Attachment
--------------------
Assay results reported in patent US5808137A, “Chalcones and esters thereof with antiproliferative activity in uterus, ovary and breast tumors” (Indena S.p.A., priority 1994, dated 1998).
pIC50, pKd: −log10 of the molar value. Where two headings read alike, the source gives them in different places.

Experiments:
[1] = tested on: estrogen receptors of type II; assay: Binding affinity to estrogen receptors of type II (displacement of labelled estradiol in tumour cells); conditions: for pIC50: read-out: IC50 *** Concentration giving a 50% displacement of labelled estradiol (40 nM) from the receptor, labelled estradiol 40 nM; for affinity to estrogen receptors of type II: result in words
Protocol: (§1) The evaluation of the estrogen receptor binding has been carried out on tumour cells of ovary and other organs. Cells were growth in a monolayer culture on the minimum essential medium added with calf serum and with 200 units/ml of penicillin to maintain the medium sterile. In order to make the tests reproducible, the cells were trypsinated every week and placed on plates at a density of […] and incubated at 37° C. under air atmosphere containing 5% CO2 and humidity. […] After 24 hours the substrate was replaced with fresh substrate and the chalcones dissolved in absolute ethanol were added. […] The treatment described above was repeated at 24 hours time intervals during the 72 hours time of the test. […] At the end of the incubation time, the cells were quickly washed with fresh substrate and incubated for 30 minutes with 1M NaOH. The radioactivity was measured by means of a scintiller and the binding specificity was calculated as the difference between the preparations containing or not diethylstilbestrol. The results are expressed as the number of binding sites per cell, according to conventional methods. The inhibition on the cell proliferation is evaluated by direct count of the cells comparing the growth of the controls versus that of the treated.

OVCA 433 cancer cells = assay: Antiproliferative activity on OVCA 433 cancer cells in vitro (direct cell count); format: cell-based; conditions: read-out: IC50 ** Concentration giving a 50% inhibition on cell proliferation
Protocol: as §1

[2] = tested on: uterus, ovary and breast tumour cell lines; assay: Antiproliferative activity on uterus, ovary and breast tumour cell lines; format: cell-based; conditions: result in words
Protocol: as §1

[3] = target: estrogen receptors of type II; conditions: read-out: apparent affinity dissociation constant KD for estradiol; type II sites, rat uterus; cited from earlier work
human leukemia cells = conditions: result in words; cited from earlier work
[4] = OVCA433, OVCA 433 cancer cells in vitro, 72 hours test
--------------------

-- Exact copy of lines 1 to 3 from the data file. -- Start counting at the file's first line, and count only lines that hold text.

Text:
Assay results reported in patent US5808137A, “Chalcones and esters thereof with antiproliferative activity in uterus, ovary and breast tumors” (Indena S.p.A., priority 1994, dated 1998).
pIC50, pKd: −log10 of the molar value. Where two headings read alike, the source gives them in different places.

Experiments: